YORKSHIRe’S success in the next decade could hinge on a key decision that the Treasury is due to take early in the New Year.
This follows reports that the Government is preparing to rip up the longlasting spending rules in order to look more favourably at the economic interests of the North and Midlands. And, if it comes off, it is significant for three reasons.
First, it is belated recognition that the so-called ‘Green Book’ has favoured London and the South East in the past – this is borne out by the North-South divide on public spending when it comes, for example, to transport and flood defences.
Second, the move – apparently instigated by Treasury chief secretary Rishi Sunak who is MP for Richmond – indicates that the Government acknowledges these ‘infrastructure injustices’ and respects the persuasiveness of the arguments put forward by politicians here.
Finally, it is another indication that Boris Johnson does intend to lead a One Nation government which genuinely wants to help the whole country to fulfil its potential. After all, his election win owed as much to the desire of people to be rewarded for their aspiration as it did to deep disquiet about Labour’s economic illiteracy.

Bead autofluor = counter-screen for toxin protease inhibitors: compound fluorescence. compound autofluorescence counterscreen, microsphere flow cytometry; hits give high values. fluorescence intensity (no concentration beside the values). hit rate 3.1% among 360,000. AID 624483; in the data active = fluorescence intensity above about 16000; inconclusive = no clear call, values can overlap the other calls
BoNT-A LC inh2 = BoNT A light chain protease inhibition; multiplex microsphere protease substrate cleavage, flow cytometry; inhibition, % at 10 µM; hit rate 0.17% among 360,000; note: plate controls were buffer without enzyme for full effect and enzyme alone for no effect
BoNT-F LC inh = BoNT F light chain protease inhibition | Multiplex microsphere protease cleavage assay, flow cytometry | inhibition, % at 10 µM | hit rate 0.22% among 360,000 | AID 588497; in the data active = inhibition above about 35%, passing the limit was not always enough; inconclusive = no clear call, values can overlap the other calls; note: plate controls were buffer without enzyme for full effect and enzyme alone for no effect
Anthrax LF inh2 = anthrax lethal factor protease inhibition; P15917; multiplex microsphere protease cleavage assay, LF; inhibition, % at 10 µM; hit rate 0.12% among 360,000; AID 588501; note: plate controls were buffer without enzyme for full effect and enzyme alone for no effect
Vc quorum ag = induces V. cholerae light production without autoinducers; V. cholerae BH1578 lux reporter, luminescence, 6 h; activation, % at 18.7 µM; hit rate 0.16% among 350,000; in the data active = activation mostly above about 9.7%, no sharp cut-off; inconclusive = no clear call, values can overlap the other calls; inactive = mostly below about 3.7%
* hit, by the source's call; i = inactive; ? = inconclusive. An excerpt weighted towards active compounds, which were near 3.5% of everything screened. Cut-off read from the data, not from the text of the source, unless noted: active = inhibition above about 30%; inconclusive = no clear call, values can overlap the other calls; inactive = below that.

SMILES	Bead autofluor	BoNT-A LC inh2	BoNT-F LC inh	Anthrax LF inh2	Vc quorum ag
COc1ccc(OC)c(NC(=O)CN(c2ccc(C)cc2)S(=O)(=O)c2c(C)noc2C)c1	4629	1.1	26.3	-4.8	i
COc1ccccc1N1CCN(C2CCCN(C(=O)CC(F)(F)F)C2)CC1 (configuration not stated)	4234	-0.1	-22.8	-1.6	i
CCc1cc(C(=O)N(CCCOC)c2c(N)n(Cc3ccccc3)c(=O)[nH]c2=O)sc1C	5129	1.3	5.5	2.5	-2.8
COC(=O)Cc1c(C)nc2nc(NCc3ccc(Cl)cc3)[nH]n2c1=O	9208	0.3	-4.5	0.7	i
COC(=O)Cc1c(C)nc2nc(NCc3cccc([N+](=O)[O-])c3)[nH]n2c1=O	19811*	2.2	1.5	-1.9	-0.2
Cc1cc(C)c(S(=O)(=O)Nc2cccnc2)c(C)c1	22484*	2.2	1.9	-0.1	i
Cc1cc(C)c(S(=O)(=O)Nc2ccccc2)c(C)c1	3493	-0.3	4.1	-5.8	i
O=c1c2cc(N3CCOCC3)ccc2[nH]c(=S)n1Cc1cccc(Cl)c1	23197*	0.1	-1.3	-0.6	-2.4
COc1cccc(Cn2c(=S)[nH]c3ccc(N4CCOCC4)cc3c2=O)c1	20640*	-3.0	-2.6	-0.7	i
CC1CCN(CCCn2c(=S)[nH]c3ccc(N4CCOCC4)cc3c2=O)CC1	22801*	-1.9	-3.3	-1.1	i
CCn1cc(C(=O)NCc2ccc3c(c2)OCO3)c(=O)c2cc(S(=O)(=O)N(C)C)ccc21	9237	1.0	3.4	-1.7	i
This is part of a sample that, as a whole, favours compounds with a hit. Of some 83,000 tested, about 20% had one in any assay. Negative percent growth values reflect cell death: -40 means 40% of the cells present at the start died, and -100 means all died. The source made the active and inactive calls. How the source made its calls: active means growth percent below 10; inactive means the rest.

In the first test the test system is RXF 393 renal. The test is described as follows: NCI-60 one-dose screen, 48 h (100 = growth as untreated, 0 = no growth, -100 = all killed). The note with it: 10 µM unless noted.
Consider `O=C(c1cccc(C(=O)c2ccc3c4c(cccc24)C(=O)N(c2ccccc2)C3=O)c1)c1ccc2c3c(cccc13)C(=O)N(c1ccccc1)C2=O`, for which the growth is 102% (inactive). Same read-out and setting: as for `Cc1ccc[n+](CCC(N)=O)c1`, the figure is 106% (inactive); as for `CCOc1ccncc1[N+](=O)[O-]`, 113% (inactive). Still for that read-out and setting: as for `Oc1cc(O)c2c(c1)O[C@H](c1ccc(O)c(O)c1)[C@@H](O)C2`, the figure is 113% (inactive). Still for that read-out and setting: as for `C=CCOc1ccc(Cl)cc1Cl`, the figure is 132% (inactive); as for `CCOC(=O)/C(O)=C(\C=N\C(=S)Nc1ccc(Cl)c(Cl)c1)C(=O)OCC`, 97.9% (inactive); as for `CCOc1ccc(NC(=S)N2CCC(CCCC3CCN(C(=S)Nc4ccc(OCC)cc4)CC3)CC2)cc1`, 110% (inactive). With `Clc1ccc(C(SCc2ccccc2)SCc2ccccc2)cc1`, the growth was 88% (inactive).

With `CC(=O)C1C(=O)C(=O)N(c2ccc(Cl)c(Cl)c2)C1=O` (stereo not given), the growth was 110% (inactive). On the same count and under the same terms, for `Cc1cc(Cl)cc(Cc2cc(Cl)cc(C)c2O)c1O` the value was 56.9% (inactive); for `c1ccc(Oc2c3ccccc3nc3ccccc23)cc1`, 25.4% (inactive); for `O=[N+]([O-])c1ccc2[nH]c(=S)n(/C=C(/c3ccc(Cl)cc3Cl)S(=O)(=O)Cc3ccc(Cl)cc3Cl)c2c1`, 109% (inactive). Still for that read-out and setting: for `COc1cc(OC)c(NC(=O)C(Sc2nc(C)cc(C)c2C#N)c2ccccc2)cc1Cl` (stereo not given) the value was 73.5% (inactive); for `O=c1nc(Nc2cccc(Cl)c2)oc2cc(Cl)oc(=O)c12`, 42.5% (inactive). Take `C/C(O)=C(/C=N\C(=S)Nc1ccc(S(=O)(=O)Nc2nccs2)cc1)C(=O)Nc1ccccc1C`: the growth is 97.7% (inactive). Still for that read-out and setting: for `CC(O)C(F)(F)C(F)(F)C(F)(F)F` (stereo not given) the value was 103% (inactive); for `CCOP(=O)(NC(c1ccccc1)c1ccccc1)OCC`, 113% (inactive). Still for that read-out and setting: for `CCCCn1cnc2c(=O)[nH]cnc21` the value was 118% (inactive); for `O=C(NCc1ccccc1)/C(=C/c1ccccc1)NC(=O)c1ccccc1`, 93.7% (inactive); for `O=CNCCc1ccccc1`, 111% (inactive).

Yet the Prime Minister’s dilemma is this as he responds to the public pressure generated by the Power Up The North campaign that The Yorkshire Post, and more than 30 newspapers, launched this summer.
It will take years, possibly a decade, for the change in spending rules to filter through to bricks on the ground or the construction of Northern Powerhouse Rail – time Mr Johnson does not have when so many commuters now face daily disarray on the trains.
How the Government responds to this shambles, and then its reconfiguration of the public finances, will be an early indication of what this region can expect over the next decade and beyond.